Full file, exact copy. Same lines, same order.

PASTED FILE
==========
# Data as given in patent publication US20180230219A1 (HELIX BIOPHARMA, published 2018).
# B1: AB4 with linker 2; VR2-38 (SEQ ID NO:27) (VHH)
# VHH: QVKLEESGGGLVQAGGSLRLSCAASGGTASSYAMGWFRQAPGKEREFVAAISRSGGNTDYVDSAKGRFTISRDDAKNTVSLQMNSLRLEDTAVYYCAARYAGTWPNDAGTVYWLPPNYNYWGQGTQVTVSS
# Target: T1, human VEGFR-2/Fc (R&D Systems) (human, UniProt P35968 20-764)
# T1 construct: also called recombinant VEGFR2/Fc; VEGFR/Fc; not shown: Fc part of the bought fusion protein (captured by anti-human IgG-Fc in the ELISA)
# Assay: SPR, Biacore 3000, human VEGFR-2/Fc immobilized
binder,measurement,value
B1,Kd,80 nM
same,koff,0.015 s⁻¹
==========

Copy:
# Data as given in patent publication US20180230219A1 (HELIX BIOPHARMA, published 2018).
# B1: AB4 with linker 2; VR2-38 (SEQ ID NO:27) (VHH)
# VHH: QVKLEESGGGLVQAGGSLRLSCAASGGTASSYAMGWFRQAPGKEREFVAAISRSGGNTDYVDSAKGRFTISRDDAKNTVSLQMNSLRLEDTAVYYCAARYAGTWPNDAGTVYWLPPNYNYWGQGTQVTVSS
# Target: T1, human VEGFR-2/Fc (R&D Systems) (human, UniProt P35968 20-764)
# T1 construct: also called recombinant VEGFR2/Fc; VEGFR/Fc; not shown: Fc part of the bought fusion protein (captured by anti-human IgG-Fc in the ELISA)
# Assay: SPR, Biacore 3000, human VEGFR-2/Fc immobilized
binder,measurement,value
B1,Kd,80 nM
same,koff,0.015 s⁻¹